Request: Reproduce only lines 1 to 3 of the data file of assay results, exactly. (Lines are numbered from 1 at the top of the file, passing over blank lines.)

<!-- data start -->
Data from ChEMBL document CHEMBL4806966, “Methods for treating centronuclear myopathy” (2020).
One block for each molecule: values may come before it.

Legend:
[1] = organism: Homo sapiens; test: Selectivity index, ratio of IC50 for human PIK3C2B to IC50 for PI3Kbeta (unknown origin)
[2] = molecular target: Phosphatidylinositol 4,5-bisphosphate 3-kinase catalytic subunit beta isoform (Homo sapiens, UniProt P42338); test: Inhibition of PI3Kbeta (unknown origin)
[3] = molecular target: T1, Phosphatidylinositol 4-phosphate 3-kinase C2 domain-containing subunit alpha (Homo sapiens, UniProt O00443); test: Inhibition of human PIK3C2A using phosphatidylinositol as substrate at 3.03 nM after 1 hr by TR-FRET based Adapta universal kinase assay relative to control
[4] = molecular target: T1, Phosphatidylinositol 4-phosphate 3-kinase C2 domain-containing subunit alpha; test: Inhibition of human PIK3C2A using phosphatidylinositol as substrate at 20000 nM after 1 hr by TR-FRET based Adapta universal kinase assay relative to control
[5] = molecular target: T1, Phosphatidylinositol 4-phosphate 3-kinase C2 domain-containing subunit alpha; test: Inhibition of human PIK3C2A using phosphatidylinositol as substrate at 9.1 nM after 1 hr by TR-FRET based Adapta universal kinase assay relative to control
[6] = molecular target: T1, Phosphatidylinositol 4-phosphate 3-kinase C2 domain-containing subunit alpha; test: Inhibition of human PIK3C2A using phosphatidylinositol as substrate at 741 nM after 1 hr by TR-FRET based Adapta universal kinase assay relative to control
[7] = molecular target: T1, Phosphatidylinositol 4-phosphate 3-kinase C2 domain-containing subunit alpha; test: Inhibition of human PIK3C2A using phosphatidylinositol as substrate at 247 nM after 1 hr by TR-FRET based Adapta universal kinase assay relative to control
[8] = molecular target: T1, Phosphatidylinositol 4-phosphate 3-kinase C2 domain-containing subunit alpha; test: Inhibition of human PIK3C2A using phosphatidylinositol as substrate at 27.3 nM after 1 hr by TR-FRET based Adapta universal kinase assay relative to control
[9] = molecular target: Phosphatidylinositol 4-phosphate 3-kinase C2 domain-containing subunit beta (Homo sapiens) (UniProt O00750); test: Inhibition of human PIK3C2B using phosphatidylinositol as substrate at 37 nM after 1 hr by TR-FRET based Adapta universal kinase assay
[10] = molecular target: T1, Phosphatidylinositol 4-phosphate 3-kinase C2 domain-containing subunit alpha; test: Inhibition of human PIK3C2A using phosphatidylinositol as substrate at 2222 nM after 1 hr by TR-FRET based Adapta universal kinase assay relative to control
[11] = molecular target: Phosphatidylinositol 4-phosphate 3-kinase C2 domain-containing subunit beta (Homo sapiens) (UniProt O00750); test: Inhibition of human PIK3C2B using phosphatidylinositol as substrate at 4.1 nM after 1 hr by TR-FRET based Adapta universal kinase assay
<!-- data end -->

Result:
Data from ChEMBL document CHEMBL4806966, “Methods for treating centronuclear myopathy” (2020).
One block for each molecule: values may come before it.

Legend: